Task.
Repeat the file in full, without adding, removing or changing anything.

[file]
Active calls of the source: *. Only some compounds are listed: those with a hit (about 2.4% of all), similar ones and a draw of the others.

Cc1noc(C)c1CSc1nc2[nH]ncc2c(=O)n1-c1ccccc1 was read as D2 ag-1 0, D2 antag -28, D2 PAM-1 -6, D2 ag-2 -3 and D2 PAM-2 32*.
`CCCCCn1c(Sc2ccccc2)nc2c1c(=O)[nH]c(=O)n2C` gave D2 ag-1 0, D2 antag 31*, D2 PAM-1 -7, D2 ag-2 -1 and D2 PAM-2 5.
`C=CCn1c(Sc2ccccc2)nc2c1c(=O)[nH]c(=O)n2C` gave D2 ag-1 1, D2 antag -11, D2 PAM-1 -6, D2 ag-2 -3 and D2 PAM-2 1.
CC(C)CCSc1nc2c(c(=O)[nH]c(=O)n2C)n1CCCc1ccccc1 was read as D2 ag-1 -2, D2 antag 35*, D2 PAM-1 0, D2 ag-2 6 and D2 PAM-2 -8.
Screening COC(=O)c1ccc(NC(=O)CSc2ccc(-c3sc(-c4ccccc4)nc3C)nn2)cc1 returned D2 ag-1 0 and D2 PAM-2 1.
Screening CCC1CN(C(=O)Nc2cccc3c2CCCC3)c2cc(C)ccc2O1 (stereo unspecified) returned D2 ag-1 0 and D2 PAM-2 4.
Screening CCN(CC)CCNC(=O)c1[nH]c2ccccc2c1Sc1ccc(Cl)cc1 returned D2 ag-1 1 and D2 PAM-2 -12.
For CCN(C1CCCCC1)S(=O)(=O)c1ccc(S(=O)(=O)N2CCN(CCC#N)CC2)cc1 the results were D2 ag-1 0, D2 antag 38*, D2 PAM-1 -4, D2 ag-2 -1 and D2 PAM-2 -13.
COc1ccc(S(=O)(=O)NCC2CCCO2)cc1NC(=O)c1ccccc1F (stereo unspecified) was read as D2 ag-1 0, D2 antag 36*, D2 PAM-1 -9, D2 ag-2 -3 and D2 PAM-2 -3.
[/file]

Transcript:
Active calls of the source: *. Only some compounds are listed: those with a hit (about 2.4% of all), similar ones and a draw of the others.

Cc1noc(C)c1CSc1nc2[nH]ncc2c(=O)n1-c1ccccc1 was read as D2 ag-1 0, D2 antag -28, D2 PAM-1 -6, D2 ag-2 -3 and D2 PAM-2 32*.
`CCCCCn1c(Sc2ccccc2)nc2c1c(=O)[nH]c(=O)n2C` gave D2 ag-1 0, D2 antag 31*, D2 PAM-1 -7, D2 ag-2 -1 and D2 PAM-2 5.
`C=CCn1c(Sc2ccccc2)nc2c1c(=O)[nH]c(=O)n2C` gave D2 ag-1 1, D2 antag -11, D2 PAM-1 -6, D2 ag-2 -3 and D2 PAM-2 1.
CC(C)CCSc1nc2c(c(=O)[nH]c(=O)n2C)n1CCCc1ccccc1 was read as D2 ag-1 -2, D2 antag 35*, D2 PAM-1 0, D2 ag-2 6 and D2 PAM-2 -8.
Screening COC(=O)c1ccc(NC(=O)CSc2ccc(-c3sc(-c4ccccc4)nc3C)nn2)cc1 returned D2 ag-1 0 and D2 PAM-2 1.
Screening CCC1CN(C(=O)Nc2cccc3c2CCCC3)c2cc(C)ccc2O1 (stereo unspecified) returned D2 ag-1 0 and D2 PAM-2 4.
Screening CCN(CC)CCNC(=O)c1[nH]c2ccccc2c1Sc1ccc(Cl)cc1 returned D2 ag-1 1 and D2 PAM-2 -12.
For CCN(C1CCCCC1)S(=O)(=O)c1ccc(S(=O)(=O)N2CCN(CCC#N)CC2)cc1 the results were D2 ag-1 0, D2 antag 38*, D2 PAM-1 -4, D2 ag-2 -1 and D2 PAM-2 -13.
COc1ccc(S(=O)(=O)NCC2CCCO2)cc1NC(=O)c1ccccc1F (stereo unspecified) was read as D2 ag-1 0, D2 antag 36*, D2 PAM-1 -9, D2 ag-2 -3 and D2 PAM-2 -3.